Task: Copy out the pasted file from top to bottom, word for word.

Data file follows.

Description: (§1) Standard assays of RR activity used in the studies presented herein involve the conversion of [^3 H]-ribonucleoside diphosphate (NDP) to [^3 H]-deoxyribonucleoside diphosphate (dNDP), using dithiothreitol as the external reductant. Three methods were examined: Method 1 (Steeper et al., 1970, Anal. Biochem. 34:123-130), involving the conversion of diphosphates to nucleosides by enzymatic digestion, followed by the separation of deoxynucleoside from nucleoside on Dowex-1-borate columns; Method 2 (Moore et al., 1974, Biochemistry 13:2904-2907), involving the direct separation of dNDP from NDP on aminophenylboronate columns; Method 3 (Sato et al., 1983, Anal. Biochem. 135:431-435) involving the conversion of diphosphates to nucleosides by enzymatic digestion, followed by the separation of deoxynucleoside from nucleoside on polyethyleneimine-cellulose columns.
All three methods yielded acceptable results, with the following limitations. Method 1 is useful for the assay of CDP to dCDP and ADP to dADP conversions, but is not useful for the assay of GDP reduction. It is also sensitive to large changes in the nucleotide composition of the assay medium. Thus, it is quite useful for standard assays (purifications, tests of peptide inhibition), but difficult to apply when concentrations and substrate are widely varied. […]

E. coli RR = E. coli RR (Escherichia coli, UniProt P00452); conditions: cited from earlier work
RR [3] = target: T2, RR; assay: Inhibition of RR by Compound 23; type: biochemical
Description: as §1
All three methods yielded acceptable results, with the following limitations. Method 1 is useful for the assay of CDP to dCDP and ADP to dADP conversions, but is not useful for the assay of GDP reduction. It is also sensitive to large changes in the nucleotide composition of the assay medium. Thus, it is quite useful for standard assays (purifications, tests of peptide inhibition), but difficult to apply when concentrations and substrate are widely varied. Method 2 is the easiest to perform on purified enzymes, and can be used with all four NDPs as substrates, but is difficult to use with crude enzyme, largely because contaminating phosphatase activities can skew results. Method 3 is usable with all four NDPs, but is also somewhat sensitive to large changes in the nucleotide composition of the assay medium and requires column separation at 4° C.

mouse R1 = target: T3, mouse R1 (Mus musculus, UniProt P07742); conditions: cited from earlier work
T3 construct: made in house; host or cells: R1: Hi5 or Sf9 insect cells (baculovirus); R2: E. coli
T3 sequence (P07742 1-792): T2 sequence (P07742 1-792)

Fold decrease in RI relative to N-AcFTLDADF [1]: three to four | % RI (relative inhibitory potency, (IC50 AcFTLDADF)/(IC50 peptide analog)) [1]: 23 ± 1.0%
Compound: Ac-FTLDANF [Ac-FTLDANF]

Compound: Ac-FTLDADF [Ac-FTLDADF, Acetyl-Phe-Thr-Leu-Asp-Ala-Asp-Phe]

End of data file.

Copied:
Description: (§1) Standard assays of RR activity used in the studies presented herein involve the conversion of [^3 H]-ribonucleoside diphosphate (NDP) to [^3 H]-deoxyribonucleoside diphosphate (dNDP), using dithiothreitol as the external reductant. Three methods were examined: Method 1 (Steeper et al., 1970, Anal. Biochem. 34:123-130), involving the conversion of diphosphates to nucleosides by enzymatic digestion, followed by the separation of deoxynucleoside from nucleoside on Dowex-1-borate columns; Method 2 (Moore et al., 1974, Biochemistry 13:2904-2907), involving the direct separation of dNDP from NDP on aminophenylboronate columns; Method 3 (Sato et al., 1983, Anal. Biochem. 135:431-435) involving the conversion of diphosphates to nucleosides by enzymatic digestion, followed by the separation of deoxynucleoside from nucleoside on polyethyleneimine-cellulose columns.
All three methods yielded acceptable results, with the following limitations. Method 1 is useful for the assay of CDP to dCDP and ADP to dADP conversions, but is not useful for the assay of GDP reduction. It is also sensitive to large changes in the nucleotide composition of the assay medium. Thus, it is quite useful for standard assays (purifications, tests of peptide inhibition), but difficult to apply when concentrations and substrate are widely varied. […]

E. coli RR = E. coli RR (Escherichia coli, UniProt P00452); conditions: cited from earlier work
RR [3] = target: T2, RR; assay: Inhibition of RR by Compound 23; type: biochemical
Description: as §1
All three methods yielded acceptable results, with the following limitations. Method 1 is useful for the assay of CDP to dCDP and ADP to dADP conversions, but is not useful for the assay of GDP reduction. It is also sensitive to large changes in the nucleotide composition of the assay medium. Thus, it is quite useful for standard assays (purifications, tests of peptide inhibition), but difficult to apply when concentrations and substrate are widely varied. Method 2 is the easiest to perform on purified enzymes, and can be used with all four NDPs as substrates, but is difficult to use with crude enzyme, largely because contaminating phosphatase activities can skew results. Method 3 is usable with all four NDPs, but is also somewhat sensitive to large changes in the nucleotide composition of the assay medium and requires column separation at 4° C.

mouse R1 = target: T3, mouse R1 (Mus musculus, UniProt P07742); conditions: cited from earlier work
T3 construct: made in house; host or cells: R1: Hi5 or Sf9 insect cells (baculovirus); R2: E. coli
T3 sequence (P07742 1-792): T2 sequence (P07742 1-792)

Fold decrease in RI relative to N-AcFTLDADF [1]: three to four | % RI (relative inhibitory potency, (IC50 AcFTLDADF)/(IC50 peptide analog)) [1]: 23 ± 1.0%
Compound: Ac-FTLDANF [Ac-FTLDANF]

Compound: Ac-FTLDADF [Ac-FTLDADF, Acetyl-Phe-Thr-Leu-Asp-Ala-Asp-Phe]